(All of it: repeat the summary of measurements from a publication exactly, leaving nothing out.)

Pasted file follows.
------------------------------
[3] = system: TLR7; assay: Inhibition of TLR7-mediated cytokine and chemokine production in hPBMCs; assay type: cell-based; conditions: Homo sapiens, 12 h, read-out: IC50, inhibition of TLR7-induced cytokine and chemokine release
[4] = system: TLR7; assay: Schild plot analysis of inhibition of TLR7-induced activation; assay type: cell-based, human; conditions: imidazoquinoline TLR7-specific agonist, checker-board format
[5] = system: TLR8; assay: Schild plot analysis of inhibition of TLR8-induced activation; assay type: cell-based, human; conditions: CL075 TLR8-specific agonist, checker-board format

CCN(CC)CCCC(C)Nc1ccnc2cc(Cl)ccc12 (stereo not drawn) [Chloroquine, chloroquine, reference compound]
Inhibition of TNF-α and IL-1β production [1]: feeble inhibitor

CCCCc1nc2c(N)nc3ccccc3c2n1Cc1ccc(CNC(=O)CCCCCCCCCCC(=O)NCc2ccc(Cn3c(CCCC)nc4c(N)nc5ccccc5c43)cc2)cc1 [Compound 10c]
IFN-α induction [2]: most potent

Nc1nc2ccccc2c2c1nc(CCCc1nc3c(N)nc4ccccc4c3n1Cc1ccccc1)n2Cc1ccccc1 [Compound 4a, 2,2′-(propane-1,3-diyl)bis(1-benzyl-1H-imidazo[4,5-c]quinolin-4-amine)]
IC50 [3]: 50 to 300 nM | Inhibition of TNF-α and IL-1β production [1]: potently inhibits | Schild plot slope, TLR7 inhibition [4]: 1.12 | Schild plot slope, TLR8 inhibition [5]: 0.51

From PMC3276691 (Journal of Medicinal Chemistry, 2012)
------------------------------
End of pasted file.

[3] = system: TLR7; assay: Inhibition of TLR7-mediated cytokine and chemokine production in hPBMCs; assay type: cell-based; conditions: Homo sapiens, 12 h, read-out: IC50, inhibition of TLR7-induced cytokine and chemokine release
[4] = system: TLR7; assay: Schild plot analysis of inhibition of TLR7-induced activation; assay type: cell-based, human; conditions: imidazoquinoline TLR7-specific agonist, checker-board format
[5] = system: TLR8; assay: Schild plot analysis of inhibition of TLR8-induced activation; assay type: cell-based, human; conditions: CL075 TLR8-specific agonist, checker-board format

CCN(CC)CCCC(C)Nc1ccnc2cc(Cl)ccc12 (stereo not drawn) [Chloroquine, chloroquine, reference compound]
Inhibition of TNF-α and IL-1β production [1]: feeble inhibitor

CCCCc1nc2c(N)nc3ccccc3c2n1Cc1ccc(CNC(=O)CCCCCCCCCCC(=O)NCc2ccc(Cn3c(CCCC)nc4c(N)nc5ccccc5c43)cc2)cc1 [Compound 10c]
IFN-α induction [2]: most potent

Nc1nc2ccccc2c2c1nc(CCCc1nc3c(N)nc4ccccc4c3n1Cc1ccccc1)n2Cc1ccccc1 [Compound 4a, 2,2′-(propane-1,3-diyl)bis(1-benzyl-1H-imidazo[4,5-c]quinolin-4-amine)]
IC50 [3]: 50 to 300 nM | Inhibition of TNF-α and IL-1β production [1]: potently inhibits | Schild plot slope, TLR7 inhibition [4]: 1.12 | Schild plot slope, TLR8 inhibition [5]: 0.51

From PMC3276691 (Journal of Medicinal Chemistry, 2012)